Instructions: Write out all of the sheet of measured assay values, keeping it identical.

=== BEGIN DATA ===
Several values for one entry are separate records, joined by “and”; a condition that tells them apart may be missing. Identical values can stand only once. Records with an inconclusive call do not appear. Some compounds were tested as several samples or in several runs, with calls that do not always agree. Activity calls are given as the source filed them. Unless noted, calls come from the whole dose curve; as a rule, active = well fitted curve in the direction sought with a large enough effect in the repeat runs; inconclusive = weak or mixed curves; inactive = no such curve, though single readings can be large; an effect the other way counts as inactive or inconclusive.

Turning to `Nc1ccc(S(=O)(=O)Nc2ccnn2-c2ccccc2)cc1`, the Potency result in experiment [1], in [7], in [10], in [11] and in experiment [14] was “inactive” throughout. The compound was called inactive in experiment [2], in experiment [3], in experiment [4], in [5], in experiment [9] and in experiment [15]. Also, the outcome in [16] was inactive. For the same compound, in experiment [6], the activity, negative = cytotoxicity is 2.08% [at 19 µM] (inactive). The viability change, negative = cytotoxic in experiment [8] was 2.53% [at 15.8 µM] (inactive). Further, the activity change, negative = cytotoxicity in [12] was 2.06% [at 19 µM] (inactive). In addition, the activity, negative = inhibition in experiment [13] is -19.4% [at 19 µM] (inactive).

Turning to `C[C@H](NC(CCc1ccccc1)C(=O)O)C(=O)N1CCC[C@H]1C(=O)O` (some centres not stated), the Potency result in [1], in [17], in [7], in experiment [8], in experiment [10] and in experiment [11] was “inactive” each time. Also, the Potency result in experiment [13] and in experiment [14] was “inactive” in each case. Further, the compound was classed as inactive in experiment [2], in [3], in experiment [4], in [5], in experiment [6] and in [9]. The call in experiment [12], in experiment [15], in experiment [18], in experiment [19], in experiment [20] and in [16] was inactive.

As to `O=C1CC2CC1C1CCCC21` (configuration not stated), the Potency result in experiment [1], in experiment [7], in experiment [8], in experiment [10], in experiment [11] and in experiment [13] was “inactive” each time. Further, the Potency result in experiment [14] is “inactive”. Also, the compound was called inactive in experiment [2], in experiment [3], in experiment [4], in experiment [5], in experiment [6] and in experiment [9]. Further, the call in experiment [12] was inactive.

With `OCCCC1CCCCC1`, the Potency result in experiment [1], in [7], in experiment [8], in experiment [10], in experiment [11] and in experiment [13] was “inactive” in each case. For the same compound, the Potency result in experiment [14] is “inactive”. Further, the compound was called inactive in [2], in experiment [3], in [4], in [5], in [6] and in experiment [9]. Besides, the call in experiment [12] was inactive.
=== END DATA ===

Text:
Several values for one entry are separate records, joined by “and”; a condition that tells them apart may be missing. Identical values can stand only once. Records with an inconclusive call do not appear. Some compounds were tested as several samples or in several runs, with calls that do not always agree. Activity calls are given as the source filed them. Unless noted, calls come from the whole dose curve; as a rule, active = well fitted curve in the direction sought with a large enough effect in the repeat runs; inconclusive = weak or mixed curves; inactive = no such curve, though single readings can be large; an effect the other way counts as inactive or inconclusive.

Turning to `Nc1ccc(S(=O)(=O)Nc2ccnn2-c2ccccc2)cc1`, the Potency result in experiment [1], in [7], in [10], in [11] and in experiment [14] was “inactive” throughout. The compound was called inactive in experiment [2], in experiment [3], in experiment [4], in [5], in experiment [9] and in experiment [15]. Also, the outcome in [16] was inactive. For the same compound, in experiment [6], the activity, negative = cytotoxicity is 2.08% [at 19 µM] (inactive). The viability change, negative = cytotoxic in experiment [8] was 2.53% [at 15.8 µM] (inactive). Further, the activity change, negative = cytotoxicity in [12] was 2.06% [at 19 µM] (inactive). In addition, the activity, negative = inhibition in experiment [13] is -19.4% [at 19 µM] (inactive).

Turning to `C[C@H](NC(CCc1ccccc1)C(=O)O)C(=O)N1CCC[C@H]1C(=O)O` (some centres not stated), the Potency result in [1], in [17], in [7], in experiment [8], in experiment [10] and in experiment [11] was “inactive” each time. Also, the Potency result in experiment [13] and in experiment [14] was “inactive” in each case. Further, the compound was classed as inactive in experiment [2], in [3], in experiment [4], in [5], in experiment [6] and in [9]. The call in experiment [12], in experiment [15], in experiment [18], in experiment [19], in experiment [20] and in [16] was inactive.

As to `O=C1CC2CC1C1CCCC21` (configuration not stated), the Potency result in experiment [1], in experiment [7], in experiment [8], in experiment [10], in experiment [11] and in experiment [13] was “inactive” each time. Further, the Potency result in experiment [14] is “inactive”. Also, the compound was called inactive in experiment [2], in experiment [3], in experiment [4], in experiment [5], in experiment [6] and in experiment [9]. Further, the call in experiment [12] was inactive.

With `OCCCC1CCCCC1`, the Potency result in experiment [1], in [7], in experiment [8], in experiment [10], in experiment [11] and in experiment [13] was “inactive” in each case. For the same compound, the Potency result in experiment [14] is “inactive”. Further, the compound was called inactive in [2], in experiment [3], in [4], in [5], in [6] and in experiment [9]. Besides, the call in experiment [12] was inactive.